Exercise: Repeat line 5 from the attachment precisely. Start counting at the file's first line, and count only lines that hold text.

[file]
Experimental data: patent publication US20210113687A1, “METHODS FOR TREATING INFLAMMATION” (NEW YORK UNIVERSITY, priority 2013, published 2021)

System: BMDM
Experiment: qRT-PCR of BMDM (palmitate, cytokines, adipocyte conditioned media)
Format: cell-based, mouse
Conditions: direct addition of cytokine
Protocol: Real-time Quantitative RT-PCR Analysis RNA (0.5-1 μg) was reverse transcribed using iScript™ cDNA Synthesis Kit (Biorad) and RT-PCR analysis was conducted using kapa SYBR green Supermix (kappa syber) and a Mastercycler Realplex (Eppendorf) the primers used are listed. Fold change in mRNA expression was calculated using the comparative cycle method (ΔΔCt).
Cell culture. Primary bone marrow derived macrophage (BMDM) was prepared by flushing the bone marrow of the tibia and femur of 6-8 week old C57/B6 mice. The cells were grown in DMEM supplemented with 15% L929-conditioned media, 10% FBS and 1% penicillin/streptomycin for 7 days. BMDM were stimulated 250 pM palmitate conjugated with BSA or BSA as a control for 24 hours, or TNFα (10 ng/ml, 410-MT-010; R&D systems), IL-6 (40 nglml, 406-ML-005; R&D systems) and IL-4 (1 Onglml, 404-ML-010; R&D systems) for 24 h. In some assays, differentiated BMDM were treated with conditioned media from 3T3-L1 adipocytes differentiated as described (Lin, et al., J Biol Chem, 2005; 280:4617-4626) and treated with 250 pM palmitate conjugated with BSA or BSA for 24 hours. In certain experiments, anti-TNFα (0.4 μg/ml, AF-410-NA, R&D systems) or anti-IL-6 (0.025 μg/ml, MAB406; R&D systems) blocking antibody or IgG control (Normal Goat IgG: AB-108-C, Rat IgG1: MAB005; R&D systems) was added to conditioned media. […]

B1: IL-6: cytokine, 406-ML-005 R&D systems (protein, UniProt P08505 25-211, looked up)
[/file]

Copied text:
Conditions: direct addition of cytokine